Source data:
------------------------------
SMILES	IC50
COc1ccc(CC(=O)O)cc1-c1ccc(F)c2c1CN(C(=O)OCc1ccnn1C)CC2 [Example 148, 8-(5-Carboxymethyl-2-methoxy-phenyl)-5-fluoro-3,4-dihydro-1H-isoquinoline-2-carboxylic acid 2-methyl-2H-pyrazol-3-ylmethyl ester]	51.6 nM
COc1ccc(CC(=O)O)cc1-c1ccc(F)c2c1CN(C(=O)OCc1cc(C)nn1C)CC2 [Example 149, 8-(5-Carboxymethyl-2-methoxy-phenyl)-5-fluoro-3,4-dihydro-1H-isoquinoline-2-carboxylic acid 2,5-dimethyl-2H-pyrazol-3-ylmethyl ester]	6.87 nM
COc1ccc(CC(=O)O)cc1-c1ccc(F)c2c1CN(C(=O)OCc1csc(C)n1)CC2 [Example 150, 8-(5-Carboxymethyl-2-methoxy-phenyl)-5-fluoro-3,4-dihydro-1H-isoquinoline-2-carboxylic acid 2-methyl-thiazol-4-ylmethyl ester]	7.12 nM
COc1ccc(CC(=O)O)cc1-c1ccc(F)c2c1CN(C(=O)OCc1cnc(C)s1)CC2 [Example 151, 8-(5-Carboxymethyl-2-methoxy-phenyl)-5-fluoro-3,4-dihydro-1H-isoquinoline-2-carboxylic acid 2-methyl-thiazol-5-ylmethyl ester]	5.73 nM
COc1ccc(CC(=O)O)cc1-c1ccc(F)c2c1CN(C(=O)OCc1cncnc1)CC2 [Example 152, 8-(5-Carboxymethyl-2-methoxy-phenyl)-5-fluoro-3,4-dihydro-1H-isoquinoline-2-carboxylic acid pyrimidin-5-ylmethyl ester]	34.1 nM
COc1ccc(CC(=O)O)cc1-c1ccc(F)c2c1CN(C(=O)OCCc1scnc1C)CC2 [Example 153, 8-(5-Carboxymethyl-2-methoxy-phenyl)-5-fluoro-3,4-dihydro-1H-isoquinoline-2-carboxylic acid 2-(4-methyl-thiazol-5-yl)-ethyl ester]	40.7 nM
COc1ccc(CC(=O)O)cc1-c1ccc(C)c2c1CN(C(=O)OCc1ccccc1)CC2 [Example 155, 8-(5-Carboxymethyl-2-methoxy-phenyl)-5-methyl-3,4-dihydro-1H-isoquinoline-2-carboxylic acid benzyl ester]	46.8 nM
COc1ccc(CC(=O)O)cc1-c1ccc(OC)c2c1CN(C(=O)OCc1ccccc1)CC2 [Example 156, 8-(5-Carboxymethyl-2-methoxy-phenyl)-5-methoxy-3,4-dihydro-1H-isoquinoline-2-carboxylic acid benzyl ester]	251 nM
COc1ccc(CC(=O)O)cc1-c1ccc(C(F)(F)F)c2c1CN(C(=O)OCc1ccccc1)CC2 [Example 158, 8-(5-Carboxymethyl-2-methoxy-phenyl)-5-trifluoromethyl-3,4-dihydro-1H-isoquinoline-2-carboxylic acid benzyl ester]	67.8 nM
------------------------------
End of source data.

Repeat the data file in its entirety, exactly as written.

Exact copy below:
SMILES	IC50
COc1ccc(CC(=O)O)cc1-c1ccc(F)c2c1CN(C(=O)OCc1ccnn1C)CC2 [Example 148, 8-(5-Carboxymethyl-2-methoxy-phenyl)-5-fluoro-3,4-dihydro-1H-isoquinoline-2-carboxylic acid 2-methyl-2H-pyrazol-3-ylmethyl ester]	51.6 nM
COc1ccc(CC(=O)O)cc1-c1ccc(F)c2c1CN(C(=O)OCc1cc(C)nn1C)CC2 [Example 149, 8-(5-Carboxymethyl-2-methoxy-phenyl)-5-fluoro-3,4-dihydro-1H-isoquinoline-2-carboxylic acid 2,5-dimethyl-2H-pyrazol-3-ylmethyl ester]	6.87 nM
COc1ccc(CC(=O)O)cc1-c1ccc(F)c2c1CN(C(=O)OCc1csc(C)n1)CC2 [Example 150, 8-(5-Carboxymethyl-2-methoxy-phenyl)-5-fluoro-3,4-dihydro-1H-isoquinoline-2-carboxylic acid 2-methyl-thiazol-4-ylmethyl ester]	7.12 nM
COc1ccc(CC(=O)O)cc1-c1ccc(F)c2c1CN(C(=O)OCc1cnc(C)s1)CC2 [Example 151, 8-(5-Carboxymethyl-2-methoxy-phenyl)-5-fluoro-3,4-dihydro-1H-isoquinoline-2-carboxylic acid 2-methyl-thiazol-5-ylmethyl ester]	5.73 nM
COc1ccc(CC(=O)O)cc1-c1ccc(F)c2c1CN(C(=O)OCc1cncnc1)CC2 [Example 152, 8-(5-Carboxymethyl-2-methoxy-phenyl)-5-fluoro-3,4-dihydro-1H-isoquinoline-2-carboxylic acid pyrimidin-5-ylmethyl ester]	34.1 nM
COc1ccc(CC(=O)O)cc1-c1ccc(F)c2c1CN(C(=O)OCCc1scnc1C)CC2 [Example 153, 8-(5-Carboxymethyl-2-methoxy-phenyl)-5-fluoro-3,4-dihydro-1H-isoquinoline-2-carboxylic acid 2-(4-methyl-thiazol-5-yl)-ethyl ester]	40.7 nM
COc1ccc(CC(=O)O)cc1-c1ccc(C)c2c1CN(C(=O)OCc1ccccc1)CC2 [Example 155, 8-(5-Carboxymethyl-2-methoxy-phenyl)-5-methyl-3,4-dihydro-1H-isoquinoline-2-carboxylic acid benzyl ester]	46.8 nM
COc1ccc(CC(=O)O)cc1-c1ccc(OC)c2c1CN(C(=O)OCc1ccccc1)CC2 [Example 156, 8-(5-Carboxymethyl-2-methoxy-phenyl)-5-methoxy-3,4-dihydro-1H-isoquinoline-2-carboxylic acid benzyl ester]	251 nM
COc1ccc(CC(=O)O)cc1-c1ccc(C(F)(F)F)c2c1CN(C(=O)OCc1ccccc1)CC2 [Example 158, 8-(5-Carboxymethyl-2-methoxy-phenyl)-5-trifluoromethyl-3,4-dihydro-1H-isoquinoline-2-carboxylic acid benzyl ester]	67.8 nM